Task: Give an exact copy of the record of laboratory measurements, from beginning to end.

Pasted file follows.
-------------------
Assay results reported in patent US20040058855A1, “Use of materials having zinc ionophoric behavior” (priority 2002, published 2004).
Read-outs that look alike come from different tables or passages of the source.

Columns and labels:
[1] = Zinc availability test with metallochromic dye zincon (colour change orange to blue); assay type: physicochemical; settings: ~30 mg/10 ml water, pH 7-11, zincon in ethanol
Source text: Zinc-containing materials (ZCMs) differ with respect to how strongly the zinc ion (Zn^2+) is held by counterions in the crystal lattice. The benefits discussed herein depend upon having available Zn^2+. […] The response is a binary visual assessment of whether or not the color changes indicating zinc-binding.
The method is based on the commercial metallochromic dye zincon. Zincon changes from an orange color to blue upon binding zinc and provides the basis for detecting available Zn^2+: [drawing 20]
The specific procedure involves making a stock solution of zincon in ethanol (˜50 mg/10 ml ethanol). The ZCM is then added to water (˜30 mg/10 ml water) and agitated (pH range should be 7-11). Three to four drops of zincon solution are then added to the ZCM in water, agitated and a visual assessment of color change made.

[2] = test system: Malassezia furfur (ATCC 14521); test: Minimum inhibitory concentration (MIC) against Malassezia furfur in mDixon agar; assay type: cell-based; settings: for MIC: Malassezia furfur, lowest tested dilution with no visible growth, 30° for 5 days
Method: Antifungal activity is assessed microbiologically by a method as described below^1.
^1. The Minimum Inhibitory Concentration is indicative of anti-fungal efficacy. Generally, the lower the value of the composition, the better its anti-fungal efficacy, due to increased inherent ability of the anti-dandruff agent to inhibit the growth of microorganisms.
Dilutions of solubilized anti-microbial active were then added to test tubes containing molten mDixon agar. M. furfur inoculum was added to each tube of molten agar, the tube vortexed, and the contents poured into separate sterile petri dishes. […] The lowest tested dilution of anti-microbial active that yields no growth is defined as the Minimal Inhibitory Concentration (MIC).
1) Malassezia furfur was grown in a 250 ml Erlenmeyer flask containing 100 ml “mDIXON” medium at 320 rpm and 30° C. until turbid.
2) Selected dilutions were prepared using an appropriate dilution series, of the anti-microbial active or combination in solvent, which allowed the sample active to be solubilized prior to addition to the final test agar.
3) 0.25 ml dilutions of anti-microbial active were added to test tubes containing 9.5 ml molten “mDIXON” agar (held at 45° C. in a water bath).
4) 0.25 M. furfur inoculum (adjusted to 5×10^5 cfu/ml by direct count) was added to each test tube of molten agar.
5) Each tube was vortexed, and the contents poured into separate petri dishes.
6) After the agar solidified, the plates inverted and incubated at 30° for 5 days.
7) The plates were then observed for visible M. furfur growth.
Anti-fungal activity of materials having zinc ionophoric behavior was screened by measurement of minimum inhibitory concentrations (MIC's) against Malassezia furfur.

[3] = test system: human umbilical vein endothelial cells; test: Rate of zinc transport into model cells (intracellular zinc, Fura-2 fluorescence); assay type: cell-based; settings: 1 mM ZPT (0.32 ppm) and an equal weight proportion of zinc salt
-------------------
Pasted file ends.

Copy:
Assay results reported in patent US20040058855A1, “Use of materials having zinc ionophoric behavior” (priority 2002, published 2004).
Read-outs that look alike come from different tables or passages of the source.

Columns and labels:
[1] = Zinc availability test with metallochromic dye zincon (colour change orange to blue); assay type: physicochemical; settings: ~30 mg/10 ml water, pH 7-11, zincon in ethanol
Source text: Zinc-containing materials (ZCMs) differ with respect to how strongly the zinc ion (Zn^2+) is held by counterions in the crystal lattice. The benefits discussed herein depend upon having available Zn^2+. […] The response is a binary visual assessment of whether or not the color changes indicating zinc-binding.
The method is based on the commercial metallochromic dye zincon. Zincon changes from an orange color to blue upon binding zinc and provides the basis for detecting available Zn^2+: [drawing 20]
The specific procedure involves making a stock solution of zincon in ethanol (˜50 mg/10 ml ethanol). The ZCM is then added to water (˜30 mg/10 ml water) and agitated (pH range should be 7-11). Three to four drops of zincon solution are then added to the ZCM in water, agitated and a visual assessment of color change made.

[2] = test system: Malassezia furfur (ATCC 14521); test: Minimum inhibitory concentration (MIC) against Malassezia furfur in mDixon agar; assay type: cell-based; settings: for MIC: Malassezia furfur, lowest tested dilution with no visible growth, 30° for 5 days
Method: Antifungal activity is assessed microbiologically by a method as described below^1.
^1. The Minimum Inhibitory Concentration is indicative of anti-fungal efficacy. Generally, the lower the value of the composition, the better its anti-fungal efficacy, due to increased inherent ability of the anti-dandruff agent to inhibit the growth of microorganisms.
Dilutions of solubilized anti-microbial active were then added to test tubes containing molten mDixon agar. M. furfur inoculum was added to each tube of molten agar, the tube vortexed, and the contents poured into separate sterile petri dishes. […] The lowest tested dilution of anti-microbial active that yields no growth is defined as the Minimal Inhibitory Concentration (MIC).
1) Malassezia furfur was grown in a 250 ml Erlenmeyer flask containing 100 ml “mDIXON” medium at 320 rpm and 30° C. until turbid.
2) Selected dilutions were prepared using an appropriate dilution series, of the anti-microbial active or combination in solvent, which allowed the sample active to be solubilized prior to addition to the final test agar.
3) 0.25 ml dilutions of anti-microbial active were added to test tubes containing 9.5 ml molten “mDIXON” agar (held at 45° C. in a water bath).
4) 0.25 M. furfur inoculum (adjusted to 5×10^5 cfu/ml by direct count) was added to each test tube of molten agar.
5) Each tube was vortexed, and the contents poured into separate petri dishes.
6) After the agar solidified, the plates inverted and incubated at 30° for 5 days.
7) The plates were then observed for visible M. furfur growth.
Anti-fungal activity of materials having zinc ionophoric behavior was screened by measurement of minimum inhibitory concentrations (MIC's) against Malassezia furfur.

[3] = test system: human umbilical vein endothelial cells; test: Rate of zinc transport into model cells (intracellular zinc, Fura-2 fluorescence); assay type: cell-based; settings: 1 mM ZPT (0.32 ppm) and an equal weight proportion of zinc salt